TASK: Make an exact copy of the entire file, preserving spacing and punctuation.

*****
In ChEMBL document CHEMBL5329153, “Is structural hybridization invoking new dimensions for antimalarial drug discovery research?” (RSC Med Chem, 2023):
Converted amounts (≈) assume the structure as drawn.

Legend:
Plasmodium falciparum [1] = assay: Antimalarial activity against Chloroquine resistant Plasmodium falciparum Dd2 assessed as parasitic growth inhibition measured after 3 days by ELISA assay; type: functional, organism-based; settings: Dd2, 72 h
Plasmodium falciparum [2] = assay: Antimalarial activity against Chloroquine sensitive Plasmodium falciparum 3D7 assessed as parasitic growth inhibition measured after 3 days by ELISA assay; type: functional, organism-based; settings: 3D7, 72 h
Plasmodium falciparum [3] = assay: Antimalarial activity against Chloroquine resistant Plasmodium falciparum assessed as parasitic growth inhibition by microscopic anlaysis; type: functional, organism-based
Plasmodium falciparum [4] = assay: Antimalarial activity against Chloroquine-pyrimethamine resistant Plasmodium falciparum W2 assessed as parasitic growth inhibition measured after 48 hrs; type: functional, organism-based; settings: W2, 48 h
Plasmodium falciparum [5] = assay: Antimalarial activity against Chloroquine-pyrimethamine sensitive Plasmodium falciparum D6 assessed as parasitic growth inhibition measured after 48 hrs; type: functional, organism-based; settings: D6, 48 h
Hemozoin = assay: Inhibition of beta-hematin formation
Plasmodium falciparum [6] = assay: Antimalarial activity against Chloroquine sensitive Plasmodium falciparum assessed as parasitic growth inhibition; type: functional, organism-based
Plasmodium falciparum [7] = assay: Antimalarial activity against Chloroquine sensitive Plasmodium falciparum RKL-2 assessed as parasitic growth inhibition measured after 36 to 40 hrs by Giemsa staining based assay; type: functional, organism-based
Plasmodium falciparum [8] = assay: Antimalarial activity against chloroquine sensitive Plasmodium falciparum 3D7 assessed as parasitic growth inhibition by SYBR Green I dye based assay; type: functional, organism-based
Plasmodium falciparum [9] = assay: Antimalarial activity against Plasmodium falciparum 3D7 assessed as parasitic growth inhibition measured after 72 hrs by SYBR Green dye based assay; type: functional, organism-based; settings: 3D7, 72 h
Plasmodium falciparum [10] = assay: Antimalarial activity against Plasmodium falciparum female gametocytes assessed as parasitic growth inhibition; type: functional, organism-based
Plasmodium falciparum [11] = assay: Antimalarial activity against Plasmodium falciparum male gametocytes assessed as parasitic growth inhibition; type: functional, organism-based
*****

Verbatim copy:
In ChEMBL document CHEMBL5329153, “Is structural hybridization invoking new dimensions for antimalarial drug discovery research?” (RSC Med Chem, 2023):
Converted amounts (≈) assume the structure as drawn.

Legend:
Plasmodium falciparum [1] = assay: Antimalarial activity against Chloroquine resistant Plasmodium falciparum Dd2 assessed as parasitic growth inhibition measured after 3 days by ELISA assay; type: functional, organism-based; settings: Dd2, 72 h
Plasmodium falciparum [2] = assay: Antimalarial activity against Chloroquine sensitive Plasmodium falciparum 3D7 assessed as parasitic growth inhibition measured after 3 days by ELISA assay; type: functional, organism-based; settings: 3D7, 72 h
Plasmodium falciparum [3] = assay: Antimalarial activity against Chloroquine resistant Plasmodium falciparum assessed as parasitic growth inhibition by microscopic anlaysis; type: functional, organism-based
Plasmodium falciparum [4] = assay: Antimalarial activity against Chloroquine-pyrimethamine resistant Plasmodium falciparum W2 assessed as parasitic growth inhibition measured after 48 hrs; type: functional, organism-based; settings: W2, 48 h
Plasmodium falciparum [5] = assay: Antimalarial activity against Chloroquine-pyrimethamine sensitive Plasmodium falciparum D6 assessed as parasitic growth inhibition measured after 48 hrs; type: functional, organism-based; settings: D6, 48 h
Hemozoin = assay: Inhibition of beta-hematin formation
Plasmodium falciparum [6] = assay: Antimalarial activity against Chloroquine sensitive Plasmodium falciparum assessed as parasitic growth inhibition; type: functional, organism-based
Plasmodium falciparum [7] = assay: Antimalarial activity against Chloroquine sensitive Plasmodium falciparum RKL-2 assessed as parasitic growth inhibition measured after 36 to 40 hrs by Giemsa staining based assay; type: functional, organism-based
Plasmodium falciparum [8] = assay: Antimalarial activity against chloroquine sensitive Plasmodium falciparum 3D7 assessed as parasitic growth inhibition by SYBR Green I dye based assay; type: functional, organism-based
Plasmodium falciparum [9] = assay: Antimalarial activity against Plasmodium falciparum 3D7 assessed as parasitic growth inhibition measured after 72 hrs by SYBR Green dye based assay; type: functional, organism-based; settings: 3D7, 72 h
Plasmodium falciparum [10] = assay: Antimalarial activity against Plasmodium falciparum female gametocytes assessed as parasitic growth inhibition; type: functional, organism-based
Plasmodium falciparum [11] = assay: Antimalarial activity against Plasmodium falciparum male gametocytes assessed as parasitic growth inhibition; type: functional, organism-based